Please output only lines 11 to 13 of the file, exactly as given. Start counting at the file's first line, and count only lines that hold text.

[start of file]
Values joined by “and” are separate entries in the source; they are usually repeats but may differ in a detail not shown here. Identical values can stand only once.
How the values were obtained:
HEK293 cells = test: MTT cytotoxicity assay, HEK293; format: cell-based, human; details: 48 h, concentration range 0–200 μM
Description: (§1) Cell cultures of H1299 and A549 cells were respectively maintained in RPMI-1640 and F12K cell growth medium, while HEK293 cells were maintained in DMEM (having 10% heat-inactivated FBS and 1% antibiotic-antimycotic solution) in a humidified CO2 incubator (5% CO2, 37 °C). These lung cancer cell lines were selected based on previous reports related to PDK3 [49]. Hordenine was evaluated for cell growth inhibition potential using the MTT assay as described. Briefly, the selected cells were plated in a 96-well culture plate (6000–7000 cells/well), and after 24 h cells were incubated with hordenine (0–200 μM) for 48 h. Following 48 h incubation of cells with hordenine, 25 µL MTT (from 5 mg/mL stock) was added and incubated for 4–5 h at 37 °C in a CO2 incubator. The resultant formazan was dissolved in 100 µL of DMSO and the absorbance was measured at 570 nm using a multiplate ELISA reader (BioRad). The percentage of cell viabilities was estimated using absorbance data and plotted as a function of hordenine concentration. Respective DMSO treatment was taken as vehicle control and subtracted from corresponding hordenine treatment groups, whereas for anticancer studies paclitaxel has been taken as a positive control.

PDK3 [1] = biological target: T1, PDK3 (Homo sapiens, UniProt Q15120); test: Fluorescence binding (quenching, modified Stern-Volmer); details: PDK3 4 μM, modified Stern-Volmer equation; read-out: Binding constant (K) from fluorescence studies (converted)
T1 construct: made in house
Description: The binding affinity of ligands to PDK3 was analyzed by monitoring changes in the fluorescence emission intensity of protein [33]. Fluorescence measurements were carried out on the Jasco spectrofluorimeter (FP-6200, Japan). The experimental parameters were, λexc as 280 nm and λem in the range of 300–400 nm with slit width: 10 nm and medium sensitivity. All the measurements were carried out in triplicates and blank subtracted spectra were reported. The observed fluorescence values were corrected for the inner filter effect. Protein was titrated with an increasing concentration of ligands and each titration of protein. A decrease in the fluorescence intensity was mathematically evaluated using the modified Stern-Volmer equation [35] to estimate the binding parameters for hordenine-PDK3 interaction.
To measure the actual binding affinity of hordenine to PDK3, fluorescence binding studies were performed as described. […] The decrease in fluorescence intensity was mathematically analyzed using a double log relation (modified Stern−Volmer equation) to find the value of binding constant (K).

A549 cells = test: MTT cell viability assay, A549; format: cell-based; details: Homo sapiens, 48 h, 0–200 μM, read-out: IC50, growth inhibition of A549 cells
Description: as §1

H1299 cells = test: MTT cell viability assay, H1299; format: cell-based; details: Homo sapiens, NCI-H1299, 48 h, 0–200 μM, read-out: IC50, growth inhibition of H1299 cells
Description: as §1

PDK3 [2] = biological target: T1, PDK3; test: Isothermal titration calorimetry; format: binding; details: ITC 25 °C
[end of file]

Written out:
H1299 cells = test: MTT cell viability assay, H1299; format: cell-based; details: Homo sapiens, NCI-H1299, 48 h, 0–200 μM, read-out: IC50, growth inhibition of H1299 cells
Description: as §1

PDK3 [2] = biological target: T1, PDK3; test: Isothermal titration calorimetry; format: binding; details: ITC 25 °C